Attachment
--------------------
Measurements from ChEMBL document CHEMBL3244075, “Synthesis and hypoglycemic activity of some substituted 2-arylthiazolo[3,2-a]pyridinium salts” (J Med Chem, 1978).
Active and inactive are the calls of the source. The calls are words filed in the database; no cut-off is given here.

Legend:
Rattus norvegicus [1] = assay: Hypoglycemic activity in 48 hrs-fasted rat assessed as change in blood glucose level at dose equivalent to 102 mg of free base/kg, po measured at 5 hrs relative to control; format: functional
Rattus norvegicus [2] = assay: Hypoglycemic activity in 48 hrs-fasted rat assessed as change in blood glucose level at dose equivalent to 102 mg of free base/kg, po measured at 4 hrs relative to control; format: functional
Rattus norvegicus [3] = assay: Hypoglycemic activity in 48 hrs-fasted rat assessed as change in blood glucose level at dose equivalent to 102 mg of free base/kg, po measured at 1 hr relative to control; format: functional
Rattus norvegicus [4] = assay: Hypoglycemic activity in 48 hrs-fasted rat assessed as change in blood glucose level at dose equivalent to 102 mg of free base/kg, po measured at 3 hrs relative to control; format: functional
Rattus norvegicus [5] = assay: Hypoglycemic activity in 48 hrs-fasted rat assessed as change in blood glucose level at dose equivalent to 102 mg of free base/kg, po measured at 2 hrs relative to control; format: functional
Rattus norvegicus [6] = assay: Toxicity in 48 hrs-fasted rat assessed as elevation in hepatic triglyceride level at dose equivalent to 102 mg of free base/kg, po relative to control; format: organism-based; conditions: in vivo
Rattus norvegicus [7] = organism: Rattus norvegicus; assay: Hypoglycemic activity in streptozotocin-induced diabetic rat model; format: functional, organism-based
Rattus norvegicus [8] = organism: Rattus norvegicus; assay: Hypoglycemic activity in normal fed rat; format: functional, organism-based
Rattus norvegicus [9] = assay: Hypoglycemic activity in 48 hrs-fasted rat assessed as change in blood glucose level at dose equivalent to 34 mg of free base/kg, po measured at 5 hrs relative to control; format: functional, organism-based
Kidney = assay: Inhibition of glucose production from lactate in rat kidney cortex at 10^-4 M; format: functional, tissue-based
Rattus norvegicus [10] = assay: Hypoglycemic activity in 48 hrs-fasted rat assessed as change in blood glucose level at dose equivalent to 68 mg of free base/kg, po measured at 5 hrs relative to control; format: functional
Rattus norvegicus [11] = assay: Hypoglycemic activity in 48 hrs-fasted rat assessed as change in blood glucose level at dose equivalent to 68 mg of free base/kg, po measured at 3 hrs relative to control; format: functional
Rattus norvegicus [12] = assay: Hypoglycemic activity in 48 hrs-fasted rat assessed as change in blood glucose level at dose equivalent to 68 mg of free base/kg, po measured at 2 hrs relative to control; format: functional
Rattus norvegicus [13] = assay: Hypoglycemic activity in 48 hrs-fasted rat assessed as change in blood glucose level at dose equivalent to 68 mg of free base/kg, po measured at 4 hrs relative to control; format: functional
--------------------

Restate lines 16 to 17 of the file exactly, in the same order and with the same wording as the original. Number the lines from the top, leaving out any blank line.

Rattus norvegicus [12] = assay: Hypoglycemic activity in 48 hrs-fasted rat assessed as change in blood glucose level at dose equivalent to 68 mg of free base/kg, po measured at 2 hrs relative to control; format: functional
Rattus norvegicus [13] = assay: Hypoglycemic activity in 48 hrs-fasted rat assessed as change in blood glucose level at dose equivalent to 68 mg of free base/kg, po measured at 4 hrs relative to control; format: functional